The sequencer is where the majority of time will be spent and where most of the functionality that the user sees resides. The main areas and functions of the Sequence tab are as follows:
On the left hand side of the sequencer, a list of open Windows are displayed. To select additional Windows, click on View, Windows and select the windows that you wish to have displayed, if the window is not open.
You can close a Window or move them around or if you have an additional monitor configured, then one or move Windows can be moved to the alternate monitor.
You can save the windows that you normally have open as your default perspective. These windows will then be opened when you load xLights.
xLights/Nutcracker can support multiple timing tracks on the sequencer, each with different frequencies of timing marks. By default, a timing track ‘New Timing’ is created for each sequence if you have not created one when creating a new sequence.
Timing Tracks can be added via the Settings , Sequence Settings , Timing Tracks menu. Then select a new Timing Grid.
When you create a timing track it gets added to all views that you have defined. Timing tracks are local to a sequence.
The timing marks create a grid but once the effects are dropped they have no relation to the original timing marks that were used to drop them. You can switch to any other timing track and have a completely different grid.
If you have multiple timing tracks defined,
- Each timing track has a different color of timing marks.
- You can select the timing track radio button (to the left of the timing track name) to enable that track. You can also select more than one timing track to be displayed at the same time, however only one timing track will be active for effects to calculate the start and end position.
You can set up timing marks on any timing track manually, by placing your cursor on the waveform (above the grid) and while playing the sequence, press the ‘t’ key where you wish the timing mark to appear. You can add new timing tracks or delete an existing timing track at any time. You can also import timing marks created externally (the most common being those created via Audacity). In order to do this, right click on a timing track, and select Add Timing Track or Delete Timing Track.
To import one that has been created externally, select Import Timing Track, navigate to the .txt file containing the timing track and click OK to import it.
A model in xLights/Nutcracker defines the entire required characteristic about a single physical element of your display. Typically it will represent a common item such as an arch, a matrix, a straight line, flood light as well as more esoteric and custom made items such as singing trees, candy canes, a snowman etc.
It defines the type of lights, the number of channels and other characteristics required to render the sequence data. When a model is defined, it is retained in an xLights/Nutcracker configuration .xml file in the show directory. It can be reused for all subsequent sequences – however it needs to be added to the sequence grid of each sequence as required in order for effects to then be sequenced against the model.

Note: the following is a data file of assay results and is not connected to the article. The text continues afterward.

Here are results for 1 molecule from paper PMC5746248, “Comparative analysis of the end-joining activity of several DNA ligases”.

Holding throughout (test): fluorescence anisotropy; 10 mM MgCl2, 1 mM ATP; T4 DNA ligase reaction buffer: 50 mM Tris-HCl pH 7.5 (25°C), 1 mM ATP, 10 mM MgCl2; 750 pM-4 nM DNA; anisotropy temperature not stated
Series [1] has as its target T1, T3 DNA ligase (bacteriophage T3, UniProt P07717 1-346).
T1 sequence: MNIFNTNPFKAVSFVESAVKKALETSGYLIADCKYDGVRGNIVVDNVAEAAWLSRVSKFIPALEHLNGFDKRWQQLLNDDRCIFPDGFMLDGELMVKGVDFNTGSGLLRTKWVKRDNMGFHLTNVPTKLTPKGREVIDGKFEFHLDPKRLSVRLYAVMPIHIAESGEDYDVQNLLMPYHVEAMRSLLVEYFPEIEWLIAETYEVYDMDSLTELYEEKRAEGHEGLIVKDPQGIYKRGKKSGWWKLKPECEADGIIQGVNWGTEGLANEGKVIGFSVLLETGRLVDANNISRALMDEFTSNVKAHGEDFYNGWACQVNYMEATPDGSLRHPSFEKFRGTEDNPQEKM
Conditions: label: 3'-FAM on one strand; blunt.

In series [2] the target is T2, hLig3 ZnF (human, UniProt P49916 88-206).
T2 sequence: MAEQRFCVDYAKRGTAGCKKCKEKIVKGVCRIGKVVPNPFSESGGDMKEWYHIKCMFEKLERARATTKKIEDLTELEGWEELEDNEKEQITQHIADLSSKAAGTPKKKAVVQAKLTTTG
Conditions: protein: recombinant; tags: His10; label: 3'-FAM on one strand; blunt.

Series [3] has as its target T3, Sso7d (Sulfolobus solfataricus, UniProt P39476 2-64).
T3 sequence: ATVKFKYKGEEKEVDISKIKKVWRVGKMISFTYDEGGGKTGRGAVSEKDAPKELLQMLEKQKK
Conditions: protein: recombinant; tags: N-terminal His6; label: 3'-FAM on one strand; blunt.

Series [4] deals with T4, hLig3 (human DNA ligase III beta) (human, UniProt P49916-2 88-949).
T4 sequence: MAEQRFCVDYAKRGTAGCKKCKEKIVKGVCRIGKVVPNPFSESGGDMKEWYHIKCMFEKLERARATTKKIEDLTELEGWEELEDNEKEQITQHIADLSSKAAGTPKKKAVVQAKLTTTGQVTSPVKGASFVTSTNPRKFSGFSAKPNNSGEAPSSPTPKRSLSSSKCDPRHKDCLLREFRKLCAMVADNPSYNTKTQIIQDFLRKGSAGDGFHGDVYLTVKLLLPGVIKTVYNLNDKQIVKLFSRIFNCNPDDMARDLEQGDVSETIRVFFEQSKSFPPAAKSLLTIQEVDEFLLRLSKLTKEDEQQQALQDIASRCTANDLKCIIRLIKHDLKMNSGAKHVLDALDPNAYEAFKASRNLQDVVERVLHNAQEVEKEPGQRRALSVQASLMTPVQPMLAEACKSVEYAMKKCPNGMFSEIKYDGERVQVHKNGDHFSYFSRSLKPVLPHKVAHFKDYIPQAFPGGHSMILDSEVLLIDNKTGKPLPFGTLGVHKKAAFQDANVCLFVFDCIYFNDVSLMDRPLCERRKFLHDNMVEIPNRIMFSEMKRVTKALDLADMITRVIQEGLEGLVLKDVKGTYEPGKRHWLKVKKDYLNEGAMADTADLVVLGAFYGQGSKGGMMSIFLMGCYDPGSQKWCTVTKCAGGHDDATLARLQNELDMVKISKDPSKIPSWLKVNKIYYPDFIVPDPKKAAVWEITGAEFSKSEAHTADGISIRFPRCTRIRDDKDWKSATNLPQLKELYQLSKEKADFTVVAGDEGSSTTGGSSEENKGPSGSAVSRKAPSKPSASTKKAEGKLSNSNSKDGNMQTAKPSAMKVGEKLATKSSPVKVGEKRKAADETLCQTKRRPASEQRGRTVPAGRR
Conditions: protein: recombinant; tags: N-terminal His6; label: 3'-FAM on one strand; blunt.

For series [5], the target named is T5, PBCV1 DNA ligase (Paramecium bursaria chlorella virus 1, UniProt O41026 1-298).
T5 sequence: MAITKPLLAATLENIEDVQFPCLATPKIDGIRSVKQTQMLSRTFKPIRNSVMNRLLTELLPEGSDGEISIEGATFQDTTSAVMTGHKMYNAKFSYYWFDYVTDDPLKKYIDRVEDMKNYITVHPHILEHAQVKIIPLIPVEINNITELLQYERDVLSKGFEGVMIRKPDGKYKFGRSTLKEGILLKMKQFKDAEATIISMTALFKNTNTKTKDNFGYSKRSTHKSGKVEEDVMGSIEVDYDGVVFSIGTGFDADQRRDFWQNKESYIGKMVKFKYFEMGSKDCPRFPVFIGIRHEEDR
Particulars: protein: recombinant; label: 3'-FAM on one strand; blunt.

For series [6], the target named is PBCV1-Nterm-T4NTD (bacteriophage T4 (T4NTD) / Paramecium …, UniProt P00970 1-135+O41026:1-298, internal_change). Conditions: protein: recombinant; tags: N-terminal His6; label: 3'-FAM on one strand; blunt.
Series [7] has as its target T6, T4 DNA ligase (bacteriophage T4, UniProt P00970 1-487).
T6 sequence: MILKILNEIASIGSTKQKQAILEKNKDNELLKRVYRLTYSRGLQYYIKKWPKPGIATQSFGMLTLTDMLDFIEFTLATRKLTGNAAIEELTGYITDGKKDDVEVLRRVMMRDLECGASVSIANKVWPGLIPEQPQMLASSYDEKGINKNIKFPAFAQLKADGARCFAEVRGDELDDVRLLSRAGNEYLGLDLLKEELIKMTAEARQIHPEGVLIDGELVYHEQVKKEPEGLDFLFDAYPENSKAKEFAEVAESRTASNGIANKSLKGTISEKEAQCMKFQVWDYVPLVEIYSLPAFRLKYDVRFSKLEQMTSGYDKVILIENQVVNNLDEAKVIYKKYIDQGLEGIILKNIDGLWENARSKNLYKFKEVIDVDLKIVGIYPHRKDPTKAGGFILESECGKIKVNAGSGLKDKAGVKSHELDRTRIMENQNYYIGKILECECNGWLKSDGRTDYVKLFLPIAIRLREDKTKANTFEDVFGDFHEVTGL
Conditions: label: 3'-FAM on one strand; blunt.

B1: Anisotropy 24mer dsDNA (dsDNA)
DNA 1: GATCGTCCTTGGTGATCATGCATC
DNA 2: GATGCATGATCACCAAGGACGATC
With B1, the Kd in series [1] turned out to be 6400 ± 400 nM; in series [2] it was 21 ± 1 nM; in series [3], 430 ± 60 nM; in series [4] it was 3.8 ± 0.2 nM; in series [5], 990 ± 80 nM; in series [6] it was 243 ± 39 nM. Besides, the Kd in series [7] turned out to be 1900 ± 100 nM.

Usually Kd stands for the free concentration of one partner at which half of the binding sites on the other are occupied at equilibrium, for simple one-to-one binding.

A model is made up of one or more strands, and each strand is made up of one or more nodes.
To define a model, after opening an existing sequence or creating a new one,
- Click on the Models icon on the top row of the canvas or
- Click on the Models button on the Layout window
- Right click when in the sequencer window, select Edit Display Elements and then Add Models
Clicking on the Models icon, the model list window will display any existing models that have already been defined.
Timeline and Waveform
The top section of the display window is the Timeline section and indicates the scale that the waveform and sequencer is displaying.
You can select an area on the timeline – depicted by the arrows - and you can then play that section once independent of the section highlighted to be played on the waveform. At the end of playing that section, the highlighted arrows disappear, leaving the waveform highlight to be played. Clicking anywhere in the timeline or highlighting an area in the timeline initiates auto play, without losing the waveform selection.
The waveform displays a sonographic representation of the audio portion of the media that has been associated with the sequence.
You can control the focus of the waveform.
- Zoom in on the waveform by double clicking on the waveform. Keep double clicking until you've got a zoom setting you can use. Or click on the ‘+’ button.
- To zoom out, hold the shift key and double click on the waveform or click on the ‘-‘- button.
When playing the sequence, a vertical line indicates the start position and another vertical line extending right through the grid indicates where the audio being played current is. The time counter displays the time from the beginning of the sequence that the current position is up to.
You can highlight a range on the waveform to play only that section. If you move your cursor on the waveform towards either edge of the highlighted area, a ‘hand’ appears and you can use that to move the edge.
- If the Pause button is selected, and then pressed again, the sequence will restart from the current position that it stopped at.
- If after a Pause, if the Play button is pressed, then the sequence will restart from the marked ‘start position’.
- Clicking on the Stop button will reset the start position to the beginning of the sequence.
- After Stop has been pressed the Rewind button will start from the beginning of the sequence and the fast forward button will play from the last component of the sequence.
- Highlighting a portion of the waveform will cause only that section to be played. Pressing the spacebar will replay that section.
- The ‘Replay’ button does not currently drive any functionality.
Clicking on an effect in the grid will not alter the waveform area that has been highlighted to be played. The effect becomes the focus point, if you zoom in and out, but the play range does not change. If you do want the start position to move to where your effect is, or to be based on the edit position in the grid, then double click in the grid and that will then remove any highlighted position/area in the waveform and set the start position in line with where you have double clicked.
A view is used to be able to easily select a list of models and the sequence in which they are to be displayed on the sequencer.
Views work across sequences, so once you have setup a view with the models that you require, if you open any sequence, that view is available to use in that sequence.